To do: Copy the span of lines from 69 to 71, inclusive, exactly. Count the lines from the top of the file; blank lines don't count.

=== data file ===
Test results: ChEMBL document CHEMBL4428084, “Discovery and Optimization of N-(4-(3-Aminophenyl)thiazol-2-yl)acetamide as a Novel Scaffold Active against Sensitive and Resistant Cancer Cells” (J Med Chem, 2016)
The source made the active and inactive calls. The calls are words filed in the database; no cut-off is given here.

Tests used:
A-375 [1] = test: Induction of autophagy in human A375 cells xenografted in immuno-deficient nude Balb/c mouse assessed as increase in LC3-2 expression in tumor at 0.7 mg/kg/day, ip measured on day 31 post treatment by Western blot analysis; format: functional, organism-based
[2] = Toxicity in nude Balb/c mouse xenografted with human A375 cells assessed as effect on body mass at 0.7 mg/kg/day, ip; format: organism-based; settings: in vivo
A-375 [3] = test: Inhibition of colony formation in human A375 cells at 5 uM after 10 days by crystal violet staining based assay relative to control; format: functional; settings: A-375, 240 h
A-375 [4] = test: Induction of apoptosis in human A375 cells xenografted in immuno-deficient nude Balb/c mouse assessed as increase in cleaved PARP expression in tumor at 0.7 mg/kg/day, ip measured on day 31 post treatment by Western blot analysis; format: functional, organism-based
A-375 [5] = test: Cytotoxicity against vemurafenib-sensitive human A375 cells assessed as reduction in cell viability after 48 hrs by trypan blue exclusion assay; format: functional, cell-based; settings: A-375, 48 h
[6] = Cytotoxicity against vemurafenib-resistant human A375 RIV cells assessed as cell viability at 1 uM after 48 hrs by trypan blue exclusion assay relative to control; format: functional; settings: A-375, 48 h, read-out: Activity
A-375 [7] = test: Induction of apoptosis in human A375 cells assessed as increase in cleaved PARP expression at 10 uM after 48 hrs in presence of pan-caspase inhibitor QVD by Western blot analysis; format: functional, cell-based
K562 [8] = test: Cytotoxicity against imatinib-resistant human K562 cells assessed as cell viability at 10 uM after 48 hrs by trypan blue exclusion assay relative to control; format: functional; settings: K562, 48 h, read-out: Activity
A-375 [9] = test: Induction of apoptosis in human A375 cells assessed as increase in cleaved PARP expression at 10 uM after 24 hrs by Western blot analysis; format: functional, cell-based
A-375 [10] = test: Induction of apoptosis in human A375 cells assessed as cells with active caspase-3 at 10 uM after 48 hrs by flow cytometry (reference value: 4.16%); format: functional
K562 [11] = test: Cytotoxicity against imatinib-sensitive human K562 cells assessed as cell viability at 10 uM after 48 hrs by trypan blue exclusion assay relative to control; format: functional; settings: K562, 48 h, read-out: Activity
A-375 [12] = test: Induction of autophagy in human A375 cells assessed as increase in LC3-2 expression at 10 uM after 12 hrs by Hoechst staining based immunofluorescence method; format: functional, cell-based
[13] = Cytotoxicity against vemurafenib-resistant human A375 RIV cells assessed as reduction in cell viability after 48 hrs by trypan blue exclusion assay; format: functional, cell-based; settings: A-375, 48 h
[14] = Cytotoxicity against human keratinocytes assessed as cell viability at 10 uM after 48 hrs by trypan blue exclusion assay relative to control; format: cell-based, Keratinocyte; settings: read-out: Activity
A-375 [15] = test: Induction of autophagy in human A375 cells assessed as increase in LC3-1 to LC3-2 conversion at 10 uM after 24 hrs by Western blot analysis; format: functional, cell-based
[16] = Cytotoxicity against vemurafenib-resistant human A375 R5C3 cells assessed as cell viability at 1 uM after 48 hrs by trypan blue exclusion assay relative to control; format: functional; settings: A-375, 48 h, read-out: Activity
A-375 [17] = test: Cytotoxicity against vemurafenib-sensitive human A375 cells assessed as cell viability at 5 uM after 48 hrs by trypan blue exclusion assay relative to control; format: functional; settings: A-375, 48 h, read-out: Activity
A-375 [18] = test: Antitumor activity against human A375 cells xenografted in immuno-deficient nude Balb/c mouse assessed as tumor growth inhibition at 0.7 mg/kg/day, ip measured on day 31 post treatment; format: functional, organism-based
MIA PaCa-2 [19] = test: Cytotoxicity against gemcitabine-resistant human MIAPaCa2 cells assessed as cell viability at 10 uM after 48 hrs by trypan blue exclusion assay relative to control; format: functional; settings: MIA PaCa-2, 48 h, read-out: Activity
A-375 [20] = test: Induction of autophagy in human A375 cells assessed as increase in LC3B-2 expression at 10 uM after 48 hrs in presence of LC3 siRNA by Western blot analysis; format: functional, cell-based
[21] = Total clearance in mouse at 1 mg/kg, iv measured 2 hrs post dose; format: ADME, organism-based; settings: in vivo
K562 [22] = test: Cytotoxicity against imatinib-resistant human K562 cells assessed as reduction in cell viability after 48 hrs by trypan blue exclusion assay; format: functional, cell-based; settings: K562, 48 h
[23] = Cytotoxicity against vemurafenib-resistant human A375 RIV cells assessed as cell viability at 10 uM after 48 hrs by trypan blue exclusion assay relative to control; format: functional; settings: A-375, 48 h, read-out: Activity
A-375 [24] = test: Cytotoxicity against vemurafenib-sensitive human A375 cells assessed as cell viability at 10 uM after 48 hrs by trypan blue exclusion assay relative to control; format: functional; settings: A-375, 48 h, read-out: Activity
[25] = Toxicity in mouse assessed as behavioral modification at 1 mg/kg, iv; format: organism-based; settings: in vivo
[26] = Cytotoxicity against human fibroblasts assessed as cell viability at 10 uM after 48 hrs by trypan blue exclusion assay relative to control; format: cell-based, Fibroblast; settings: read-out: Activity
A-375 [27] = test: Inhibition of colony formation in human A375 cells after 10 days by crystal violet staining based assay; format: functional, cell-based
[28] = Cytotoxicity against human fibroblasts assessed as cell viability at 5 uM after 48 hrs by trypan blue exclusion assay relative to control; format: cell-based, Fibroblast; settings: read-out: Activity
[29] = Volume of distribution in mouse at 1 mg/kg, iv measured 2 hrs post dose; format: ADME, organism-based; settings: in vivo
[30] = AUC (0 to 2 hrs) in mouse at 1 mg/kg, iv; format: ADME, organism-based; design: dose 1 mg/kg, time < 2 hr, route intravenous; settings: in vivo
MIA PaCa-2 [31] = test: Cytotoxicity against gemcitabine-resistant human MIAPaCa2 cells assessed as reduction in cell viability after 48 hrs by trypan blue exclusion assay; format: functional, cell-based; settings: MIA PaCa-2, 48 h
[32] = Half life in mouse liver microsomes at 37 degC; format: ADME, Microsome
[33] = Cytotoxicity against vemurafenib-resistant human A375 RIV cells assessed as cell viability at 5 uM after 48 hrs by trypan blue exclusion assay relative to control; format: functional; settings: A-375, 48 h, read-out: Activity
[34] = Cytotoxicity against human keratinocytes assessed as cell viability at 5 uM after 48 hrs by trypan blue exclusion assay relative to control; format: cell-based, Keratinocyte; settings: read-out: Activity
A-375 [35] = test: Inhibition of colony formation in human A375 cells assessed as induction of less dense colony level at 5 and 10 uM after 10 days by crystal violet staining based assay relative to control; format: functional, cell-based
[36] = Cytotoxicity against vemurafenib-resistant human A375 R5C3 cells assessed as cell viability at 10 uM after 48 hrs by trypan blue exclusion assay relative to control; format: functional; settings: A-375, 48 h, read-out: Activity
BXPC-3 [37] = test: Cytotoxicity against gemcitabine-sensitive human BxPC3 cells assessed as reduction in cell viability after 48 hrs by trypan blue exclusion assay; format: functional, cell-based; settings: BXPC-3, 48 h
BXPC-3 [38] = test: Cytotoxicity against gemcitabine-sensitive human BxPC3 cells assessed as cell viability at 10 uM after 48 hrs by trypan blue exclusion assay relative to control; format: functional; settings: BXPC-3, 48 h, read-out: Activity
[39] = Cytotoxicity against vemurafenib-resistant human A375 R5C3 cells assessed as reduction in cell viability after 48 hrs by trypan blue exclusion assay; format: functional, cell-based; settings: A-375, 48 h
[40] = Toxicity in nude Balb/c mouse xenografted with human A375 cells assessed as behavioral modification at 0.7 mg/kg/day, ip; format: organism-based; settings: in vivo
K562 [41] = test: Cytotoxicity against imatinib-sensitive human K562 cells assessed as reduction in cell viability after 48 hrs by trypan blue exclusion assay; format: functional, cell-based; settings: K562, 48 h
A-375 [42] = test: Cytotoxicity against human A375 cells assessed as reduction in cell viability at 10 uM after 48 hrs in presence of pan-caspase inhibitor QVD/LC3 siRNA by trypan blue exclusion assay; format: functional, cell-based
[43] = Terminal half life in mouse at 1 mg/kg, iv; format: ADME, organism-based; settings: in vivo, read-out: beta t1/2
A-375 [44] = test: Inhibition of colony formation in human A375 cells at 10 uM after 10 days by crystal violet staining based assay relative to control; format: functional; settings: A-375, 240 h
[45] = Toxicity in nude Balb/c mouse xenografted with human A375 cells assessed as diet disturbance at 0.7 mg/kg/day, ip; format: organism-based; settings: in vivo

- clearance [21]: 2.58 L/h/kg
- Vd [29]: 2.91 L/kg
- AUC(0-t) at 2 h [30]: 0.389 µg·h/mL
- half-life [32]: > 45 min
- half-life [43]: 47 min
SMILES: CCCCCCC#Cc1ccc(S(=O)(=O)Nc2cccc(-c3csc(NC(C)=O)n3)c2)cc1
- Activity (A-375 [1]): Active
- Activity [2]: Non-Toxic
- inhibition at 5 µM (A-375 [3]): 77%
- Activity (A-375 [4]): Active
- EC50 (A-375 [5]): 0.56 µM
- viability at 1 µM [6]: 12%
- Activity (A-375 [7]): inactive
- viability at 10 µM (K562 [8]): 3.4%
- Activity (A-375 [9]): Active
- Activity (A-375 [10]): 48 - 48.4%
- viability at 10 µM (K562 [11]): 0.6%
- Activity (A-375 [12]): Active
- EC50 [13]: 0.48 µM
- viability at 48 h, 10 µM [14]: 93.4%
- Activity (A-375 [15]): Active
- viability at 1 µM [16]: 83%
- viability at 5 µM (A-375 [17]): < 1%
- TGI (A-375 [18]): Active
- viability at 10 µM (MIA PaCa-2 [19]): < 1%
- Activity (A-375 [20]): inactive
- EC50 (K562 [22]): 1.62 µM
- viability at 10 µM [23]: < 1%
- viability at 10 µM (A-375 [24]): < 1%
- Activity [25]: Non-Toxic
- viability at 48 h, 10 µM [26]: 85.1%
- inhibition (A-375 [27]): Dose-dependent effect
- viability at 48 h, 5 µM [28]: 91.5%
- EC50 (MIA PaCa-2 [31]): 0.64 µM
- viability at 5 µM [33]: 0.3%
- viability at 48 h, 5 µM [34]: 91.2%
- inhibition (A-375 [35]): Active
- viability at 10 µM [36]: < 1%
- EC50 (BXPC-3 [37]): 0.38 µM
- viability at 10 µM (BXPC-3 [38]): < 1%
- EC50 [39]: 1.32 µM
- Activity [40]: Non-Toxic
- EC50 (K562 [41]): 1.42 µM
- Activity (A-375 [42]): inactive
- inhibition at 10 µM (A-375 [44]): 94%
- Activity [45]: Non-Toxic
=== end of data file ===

- Activity (A-375 [15]): Active
- viability at 1 µM [16]: 83%
- viability at 5 µM (A-375 [17]): < 1%